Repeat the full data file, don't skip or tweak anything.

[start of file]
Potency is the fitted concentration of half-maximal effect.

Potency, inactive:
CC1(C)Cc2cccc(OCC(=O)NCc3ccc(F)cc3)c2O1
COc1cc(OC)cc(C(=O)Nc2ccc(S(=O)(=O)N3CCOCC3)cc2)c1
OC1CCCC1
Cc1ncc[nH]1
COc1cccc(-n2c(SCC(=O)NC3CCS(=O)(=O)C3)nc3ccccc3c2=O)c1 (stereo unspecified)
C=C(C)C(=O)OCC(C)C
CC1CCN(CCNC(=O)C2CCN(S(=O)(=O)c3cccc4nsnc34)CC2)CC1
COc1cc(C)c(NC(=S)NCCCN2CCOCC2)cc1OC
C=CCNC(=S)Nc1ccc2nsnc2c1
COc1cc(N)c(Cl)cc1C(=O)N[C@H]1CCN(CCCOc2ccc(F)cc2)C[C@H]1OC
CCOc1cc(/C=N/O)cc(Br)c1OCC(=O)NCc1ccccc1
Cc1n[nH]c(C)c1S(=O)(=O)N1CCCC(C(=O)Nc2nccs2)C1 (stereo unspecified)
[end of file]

Potency is the fitted concentration of half-maximal effect.

Potency, inactive:
CC1(C)Cc2cccc(OCC(=O)NCc3ccc(F)cc3)c2O1
COc1cc(OC)cc(C(=O)Nc2ccc(S(=O)(=O)N3CCOCC3)cc2)c1
OC1CCCC1
Cc1ncc[nH]1
COc1cccc(-n2c(SCC(=O)NC3CCS(=O)(=O)C3)nc3ccccc3c2=O)c1 (stereo unspecified)
C=C(C)C(=O)OCC(C)C
CC1CCN(CCNC(=O)C2CCN(S(=O)(=O)c3cccc4nsnc34)CC2)CC1
COc1cc(C)c(NC(=S)NCCCN2CCOCC2)cc1OC
C=CCNC(=S)Nc1ccc2nsnc2c1
COc1cc(N)c(Cl)cc1C(=O)N[C@H]1CCN(CCCOc2ccc(F)cc2)C[C@H]1OC
CCOc1cc(/C=N/O)cc(Br)c1OCC(=O)NCc1ccccc1
Cc1n[nH]c(C)c1S(=O)(=O)N1CCCC(C(=O)Nc2nccs2)C1 (stereo unspecified)